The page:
We all want to live a long and healthy life. And we all want to avoid falling into the pit of memory loss and debilitation known as Alzheimer’s disease.
Our genetic makeup plays a role in how well we fare. Some of us are predisposed to Alzheimer’s because we carry a gene variant known as APOE-E4.
But can a healthy lifestyle overpower this genetic tendency? Can we save ourselves from cognitive decline, even when it seems to be our inheritance?
Chinese researchers have explored just that question and have come up with some extremely encouraging results.
Even octogenarians can avoid Alzheimer’s with healthy habits
Researchers at Duke Kunshan University in China took a look at whether a healthy lifestyle could lower the risk of Alzheimer’s in adults 80 and over who carried the APOE-E4 gene.
They examined data from 6,160 adults aged 80 or older who had participated in a larger, ongoing study known as the Chinese Longitudinal Healthy Longevity Survey.
Previous studies had shown that a healthy lifestyle could trump genetic risk when that risk was relatively low. These researchers wanted to find out if this was also true for adults who are at higher genetic risk of developing Alzheimer’s.
Their investigation showed that the link between lifestyle and cognitive impairment was strong, regardless of whether the APOE-E4 gene was present.
This means that even if you’re genetically at risk for Alzheimer’s, maintaining a healthy lifestyle can significantly shift the odds in your favor, and make it probable that you’ll stay cognitively intact well into old age.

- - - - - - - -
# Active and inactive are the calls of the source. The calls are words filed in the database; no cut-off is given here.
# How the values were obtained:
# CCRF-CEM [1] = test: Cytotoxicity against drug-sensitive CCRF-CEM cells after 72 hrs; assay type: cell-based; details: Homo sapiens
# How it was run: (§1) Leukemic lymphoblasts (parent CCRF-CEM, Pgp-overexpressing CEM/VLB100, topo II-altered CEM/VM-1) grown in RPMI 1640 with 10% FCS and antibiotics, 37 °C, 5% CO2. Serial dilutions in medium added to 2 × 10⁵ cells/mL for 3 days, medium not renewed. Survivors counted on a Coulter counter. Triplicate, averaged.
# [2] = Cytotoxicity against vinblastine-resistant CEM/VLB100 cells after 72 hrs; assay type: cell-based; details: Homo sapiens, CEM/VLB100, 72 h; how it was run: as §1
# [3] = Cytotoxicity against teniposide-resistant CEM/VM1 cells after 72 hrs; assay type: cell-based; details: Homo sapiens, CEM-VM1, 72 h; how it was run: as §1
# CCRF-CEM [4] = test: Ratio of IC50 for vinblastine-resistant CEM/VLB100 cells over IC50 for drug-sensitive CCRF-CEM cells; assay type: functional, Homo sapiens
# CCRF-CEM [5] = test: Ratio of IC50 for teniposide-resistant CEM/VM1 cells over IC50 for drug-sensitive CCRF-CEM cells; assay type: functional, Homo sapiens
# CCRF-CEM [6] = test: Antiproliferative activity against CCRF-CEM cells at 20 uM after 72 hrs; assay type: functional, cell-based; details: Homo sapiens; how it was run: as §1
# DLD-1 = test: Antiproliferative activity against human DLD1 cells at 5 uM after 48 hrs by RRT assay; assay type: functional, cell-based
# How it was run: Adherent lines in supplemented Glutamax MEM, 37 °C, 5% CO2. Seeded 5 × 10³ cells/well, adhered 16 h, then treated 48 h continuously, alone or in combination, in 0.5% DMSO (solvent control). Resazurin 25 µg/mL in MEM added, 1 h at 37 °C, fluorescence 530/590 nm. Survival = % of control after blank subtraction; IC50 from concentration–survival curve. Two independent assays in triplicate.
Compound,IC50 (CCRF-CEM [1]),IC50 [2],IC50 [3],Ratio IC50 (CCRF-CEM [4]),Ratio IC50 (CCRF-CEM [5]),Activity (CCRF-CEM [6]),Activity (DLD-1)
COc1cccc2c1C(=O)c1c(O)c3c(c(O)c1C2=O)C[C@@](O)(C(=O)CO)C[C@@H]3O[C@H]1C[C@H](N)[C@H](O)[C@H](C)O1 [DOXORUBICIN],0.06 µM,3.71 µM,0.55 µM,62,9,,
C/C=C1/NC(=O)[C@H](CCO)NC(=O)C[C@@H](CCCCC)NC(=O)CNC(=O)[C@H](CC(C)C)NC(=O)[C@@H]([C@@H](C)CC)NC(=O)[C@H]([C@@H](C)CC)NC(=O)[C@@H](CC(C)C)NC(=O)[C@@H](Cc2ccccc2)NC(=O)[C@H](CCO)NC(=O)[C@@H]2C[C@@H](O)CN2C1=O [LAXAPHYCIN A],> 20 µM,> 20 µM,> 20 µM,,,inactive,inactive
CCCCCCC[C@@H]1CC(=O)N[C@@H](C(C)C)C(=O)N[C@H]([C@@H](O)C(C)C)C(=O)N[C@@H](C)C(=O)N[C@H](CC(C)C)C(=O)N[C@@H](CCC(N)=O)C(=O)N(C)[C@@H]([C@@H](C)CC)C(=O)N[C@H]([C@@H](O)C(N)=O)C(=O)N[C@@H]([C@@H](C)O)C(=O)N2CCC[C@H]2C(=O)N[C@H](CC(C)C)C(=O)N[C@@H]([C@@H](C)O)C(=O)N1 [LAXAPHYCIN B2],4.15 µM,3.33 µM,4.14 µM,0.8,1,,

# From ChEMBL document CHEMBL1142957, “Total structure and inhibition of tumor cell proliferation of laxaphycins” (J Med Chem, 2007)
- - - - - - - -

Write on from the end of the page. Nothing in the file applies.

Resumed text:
So what makes up a healthy lifestyle?
When we’re talking about Alzheimer’s prevention through maintaining a healthy lifestyle, what exactly are we talking about?
A 2020 study funded by the National Institutes of Health found that people who adhered to at least four of the following five healthy lifestyle factors lowered their risk of Alzheimer’s by 60 percent, as compared to those who followed none or one.
The five lifestyle factors are:
- At least 150 minutes per week of moderate- to vigorous-intensity physical activity
- Not smoking
- Light-to-moderate alcohol consumption
- Engagement in late-life cognitive activities
- Sticking closely to the MIND diet.
As its name implies, the MIND diet focuses on foods linked to brain health, including green leafy vegetables, nuts, berries and whole grains.
To follow the MIND diet, be prepared to give up some unhealthy foods, or to cut WAY back on them. Red meat, butter, cheese, pastries and sweets, fried food, fast food, and processed foods are all no-no’s if you want to protect your brain.
Editor’s note: While you’re doing all the right things to protect your brain as you age, make sure you don’t make the mistake 38 million Americans do every day — by taking a drug that robs them of an essential brain nutrient! Click here to discover the truth about the Cholesterol Super-Brain!
Combination of healthy lifestyle traits may substantially reduce Alzheimer’s — National Institutes of Health
What Do We Know About Diet and Prevention of Alzheimer’s Disease? — National Institute on Aging